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Quid Pro Quo Sexual Harassment

 Posted on June 04, 2018 in Workplace Sexual Harassment

Pittsburgh sexual harassment attorneysIn the last blog entry, we discussed hostile work environment sexual harassment. In this entry, we will look at the second type of sexual harassment in the workplace, quid pro quo harassment. The Latin phrase “quid pro quo” roughly translates to "something for something." When an employer or supervisor offers work benefits in exchange for sexual favors, he or she is guilty of quid pro quo harassment.

Examples of Quid Pro Quo

Although this type of sexual harassment happens less frequently than hostile work environment harassment, it can be just as demeaning, unprofessional, and abusive. There are several ways that quid pro quo harassment can take place. A manager may approach a subordinate employee and ask him or her out on a date. If the employee denies the manager, the manager could imply that the employee will lose his or her job if they do not comply. Another instance of quid pro quo harassment occurs when a person in authority either directly states or even just implies that he or she will give his or her subordinate special work privileges in exchange for sexual acts or affection. Even someone not yet an employee who is only interviewing for a position can be a victim of quid pro quo sexual harassment. If an employer suggests or says that a job candidate must tolerate sexual behavior in order to receive the job, that employer is guilty of sexual harassment.

Requirements for a Quid Pro Quo Harassment Claim

In order to successfully claim quid pro quo sexual harassment, the claimant, or person who was sexually harassed, must prove the following elements:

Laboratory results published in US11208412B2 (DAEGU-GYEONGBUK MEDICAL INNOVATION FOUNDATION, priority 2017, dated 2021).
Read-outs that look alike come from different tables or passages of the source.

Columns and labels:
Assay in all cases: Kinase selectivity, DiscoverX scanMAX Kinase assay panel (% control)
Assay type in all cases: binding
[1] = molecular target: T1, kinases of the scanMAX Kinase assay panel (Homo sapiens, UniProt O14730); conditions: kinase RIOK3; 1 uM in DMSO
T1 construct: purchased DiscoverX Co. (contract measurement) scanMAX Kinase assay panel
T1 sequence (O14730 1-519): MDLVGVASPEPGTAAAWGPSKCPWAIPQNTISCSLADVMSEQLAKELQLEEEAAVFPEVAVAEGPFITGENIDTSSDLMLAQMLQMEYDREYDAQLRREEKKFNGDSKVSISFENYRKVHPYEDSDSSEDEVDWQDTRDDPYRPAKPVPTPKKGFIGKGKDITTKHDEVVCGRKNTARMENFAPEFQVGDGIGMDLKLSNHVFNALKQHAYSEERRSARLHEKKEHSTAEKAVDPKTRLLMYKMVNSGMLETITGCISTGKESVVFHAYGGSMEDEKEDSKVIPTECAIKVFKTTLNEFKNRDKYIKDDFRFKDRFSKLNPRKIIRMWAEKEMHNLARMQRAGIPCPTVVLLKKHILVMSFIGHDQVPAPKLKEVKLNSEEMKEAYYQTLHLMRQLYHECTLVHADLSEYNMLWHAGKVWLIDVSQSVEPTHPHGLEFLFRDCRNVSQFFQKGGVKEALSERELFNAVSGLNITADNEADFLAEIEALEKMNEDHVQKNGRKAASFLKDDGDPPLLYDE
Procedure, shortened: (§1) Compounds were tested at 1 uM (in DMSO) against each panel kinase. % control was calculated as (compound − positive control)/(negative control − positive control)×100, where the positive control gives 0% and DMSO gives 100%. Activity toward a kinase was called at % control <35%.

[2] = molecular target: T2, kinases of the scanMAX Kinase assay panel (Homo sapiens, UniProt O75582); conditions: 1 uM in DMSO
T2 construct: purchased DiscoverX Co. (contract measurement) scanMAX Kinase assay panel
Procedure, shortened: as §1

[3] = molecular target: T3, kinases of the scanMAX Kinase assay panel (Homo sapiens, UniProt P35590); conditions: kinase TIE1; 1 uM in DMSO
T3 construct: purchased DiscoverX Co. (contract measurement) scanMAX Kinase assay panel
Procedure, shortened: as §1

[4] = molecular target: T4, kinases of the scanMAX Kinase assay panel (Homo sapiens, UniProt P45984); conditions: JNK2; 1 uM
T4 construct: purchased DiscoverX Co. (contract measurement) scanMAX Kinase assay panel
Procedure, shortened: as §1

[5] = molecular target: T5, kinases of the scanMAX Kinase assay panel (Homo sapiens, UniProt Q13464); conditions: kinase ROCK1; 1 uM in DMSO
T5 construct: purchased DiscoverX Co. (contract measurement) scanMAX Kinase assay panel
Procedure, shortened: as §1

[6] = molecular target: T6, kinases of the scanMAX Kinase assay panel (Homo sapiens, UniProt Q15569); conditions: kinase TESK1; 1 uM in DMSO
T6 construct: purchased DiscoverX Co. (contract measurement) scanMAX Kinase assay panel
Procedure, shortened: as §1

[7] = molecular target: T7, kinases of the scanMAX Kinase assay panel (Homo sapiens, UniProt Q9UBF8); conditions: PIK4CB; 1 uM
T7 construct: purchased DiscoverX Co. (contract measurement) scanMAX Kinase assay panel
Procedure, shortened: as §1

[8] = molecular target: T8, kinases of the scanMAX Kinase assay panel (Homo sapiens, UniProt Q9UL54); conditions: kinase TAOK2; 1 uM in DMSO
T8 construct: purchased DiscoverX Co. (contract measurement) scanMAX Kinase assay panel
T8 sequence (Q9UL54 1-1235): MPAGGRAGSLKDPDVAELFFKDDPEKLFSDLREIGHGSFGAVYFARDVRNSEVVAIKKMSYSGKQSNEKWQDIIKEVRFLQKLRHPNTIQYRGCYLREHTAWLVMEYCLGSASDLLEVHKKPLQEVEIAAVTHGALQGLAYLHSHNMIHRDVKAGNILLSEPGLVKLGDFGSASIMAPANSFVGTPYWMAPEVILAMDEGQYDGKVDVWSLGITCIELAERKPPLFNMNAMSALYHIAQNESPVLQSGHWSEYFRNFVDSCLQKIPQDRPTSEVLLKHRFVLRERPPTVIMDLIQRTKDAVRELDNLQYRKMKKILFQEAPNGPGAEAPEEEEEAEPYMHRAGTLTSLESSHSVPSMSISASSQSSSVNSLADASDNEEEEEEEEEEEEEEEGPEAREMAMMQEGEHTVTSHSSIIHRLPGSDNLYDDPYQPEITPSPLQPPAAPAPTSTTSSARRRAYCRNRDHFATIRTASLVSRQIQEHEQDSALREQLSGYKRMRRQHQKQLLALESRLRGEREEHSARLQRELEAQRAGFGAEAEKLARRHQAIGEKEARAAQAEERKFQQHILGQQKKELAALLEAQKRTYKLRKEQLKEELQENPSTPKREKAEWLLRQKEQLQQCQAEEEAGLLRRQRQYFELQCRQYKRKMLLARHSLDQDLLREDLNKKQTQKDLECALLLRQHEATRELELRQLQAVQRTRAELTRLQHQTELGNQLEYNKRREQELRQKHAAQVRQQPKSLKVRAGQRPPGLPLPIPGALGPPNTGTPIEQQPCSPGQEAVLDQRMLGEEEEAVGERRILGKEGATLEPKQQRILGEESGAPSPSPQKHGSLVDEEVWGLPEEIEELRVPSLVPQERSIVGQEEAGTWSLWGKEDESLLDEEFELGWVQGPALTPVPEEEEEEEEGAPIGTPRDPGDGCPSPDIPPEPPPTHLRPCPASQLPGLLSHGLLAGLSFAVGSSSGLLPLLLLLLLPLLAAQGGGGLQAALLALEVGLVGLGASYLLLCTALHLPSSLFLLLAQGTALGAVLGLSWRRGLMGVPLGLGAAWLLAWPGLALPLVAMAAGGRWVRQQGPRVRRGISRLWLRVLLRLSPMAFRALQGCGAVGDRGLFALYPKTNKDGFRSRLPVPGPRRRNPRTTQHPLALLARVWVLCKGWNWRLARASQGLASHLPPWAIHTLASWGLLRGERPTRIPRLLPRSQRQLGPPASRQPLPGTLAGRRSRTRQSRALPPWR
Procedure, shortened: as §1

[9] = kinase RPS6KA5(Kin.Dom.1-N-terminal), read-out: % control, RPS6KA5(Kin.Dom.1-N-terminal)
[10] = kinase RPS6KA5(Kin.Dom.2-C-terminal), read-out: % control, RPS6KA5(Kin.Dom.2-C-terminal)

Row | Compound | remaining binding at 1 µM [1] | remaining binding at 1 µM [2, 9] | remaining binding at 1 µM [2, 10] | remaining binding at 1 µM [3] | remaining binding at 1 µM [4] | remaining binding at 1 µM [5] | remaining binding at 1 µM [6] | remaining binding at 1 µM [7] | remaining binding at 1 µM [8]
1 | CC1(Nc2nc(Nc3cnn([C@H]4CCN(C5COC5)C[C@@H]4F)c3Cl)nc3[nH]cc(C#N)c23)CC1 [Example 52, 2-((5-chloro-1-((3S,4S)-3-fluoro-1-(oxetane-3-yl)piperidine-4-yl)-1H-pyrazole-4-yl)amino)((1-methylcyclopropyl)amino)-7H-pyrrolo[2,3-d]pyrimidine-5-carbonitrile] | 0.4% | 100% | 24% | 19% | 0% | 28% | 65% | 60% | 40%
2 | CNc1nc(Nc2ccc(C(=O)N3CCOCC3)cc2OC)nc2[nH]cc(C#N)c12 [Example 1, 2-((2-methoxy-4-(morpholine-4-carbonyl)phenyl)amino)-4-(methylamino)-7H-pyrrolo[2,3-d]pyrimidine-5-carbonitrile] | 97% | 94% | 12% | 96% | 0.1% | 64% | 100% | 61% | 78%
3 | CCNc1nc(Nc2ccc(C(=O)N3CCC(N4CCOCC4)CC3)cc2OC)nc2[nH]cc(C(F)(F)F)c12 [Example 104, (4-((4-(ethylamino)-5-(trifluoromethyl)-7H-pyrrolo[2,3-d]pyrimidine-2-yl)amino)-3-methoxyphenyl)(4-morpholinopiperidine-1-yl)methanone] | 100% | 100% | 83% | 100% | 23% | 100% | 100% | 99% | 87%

• The claimant was either an employee or job candidate with the defendant company;
  • The alleged harasser is an agent or supervisor for the defendant company;
  • The alleged harasser made unsolicited sexual advances, said inappropriate sexual comments or remarks, or physically interacted with the claimant in a way that he or she did not welcome;
  • Being hired as an employee or other workplace benefits were conditioned on the claimant’s acceptance of the alleged harasser's sexual behavior;
  • The claimant was harmed by the alleged harassment; and
  • The harassing behavior was a significant factor in causing the claimant’s harm.

It is important to note several things: The alleged harasser does not have to specifically state that a sexual favor is required to receive a workplace perk or to be hired for a job. When determining if sexual harassment did occur, courts will look for proof that the alleged sexual harassment caused a major employment action. This could include the claimant being unjustifiably fired or demoted, passed over for a promotion, given significant work benefits, or being hired over another candidate. An individual can still file a sexual harassment claim even if he or she complied with the alleged harasser’s sexual requests.

If you have been a victim of sexual harassment at work, do not wait to contact an experienced Pittsburgh sexual harassment lawyer for legal guidance. Call 412-680-7877 to schedule a cost-free initial consultation today.



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